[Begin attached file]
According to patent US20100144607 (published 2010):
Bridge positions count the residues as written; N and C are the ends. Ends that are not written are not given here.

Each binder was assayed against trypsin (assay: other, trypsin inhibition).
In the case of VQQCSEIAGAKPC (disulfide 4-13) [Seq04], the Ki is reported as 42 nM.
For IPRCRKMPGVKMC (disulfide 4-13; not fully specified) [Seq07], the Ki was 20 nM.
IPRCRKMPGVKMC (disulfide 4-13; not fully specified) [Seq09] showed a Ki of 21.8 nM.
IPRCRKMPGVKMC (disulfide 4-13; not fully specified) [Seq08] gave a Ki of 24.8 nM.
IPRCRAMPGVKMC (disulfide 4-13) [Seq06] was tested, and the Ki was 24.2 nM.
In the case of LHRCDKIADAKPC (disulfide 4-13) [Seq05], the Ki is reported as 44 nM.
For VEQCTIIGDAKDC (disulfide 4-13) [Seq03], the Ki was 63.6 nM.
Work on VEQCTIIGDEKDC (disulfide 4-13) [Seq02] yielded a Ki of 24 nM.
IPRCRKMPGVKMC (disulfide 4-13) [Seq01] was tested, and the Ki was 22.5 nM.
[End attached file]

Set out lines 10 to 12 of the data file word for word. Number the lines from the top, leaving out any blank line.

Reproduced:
For VEQCTIIGDAKDC (disulfide 4-13) [Seq03], the Ki was 63.6 nM.
Work on VEQCTIIGDEKDC (disulfide 4-13) [Seq02] yielded a Ki of 24 nM.
IPRCRKMPGVKMC (disulfide 4-13) [Seq01] was tested, and the Ki was 22.5 nM.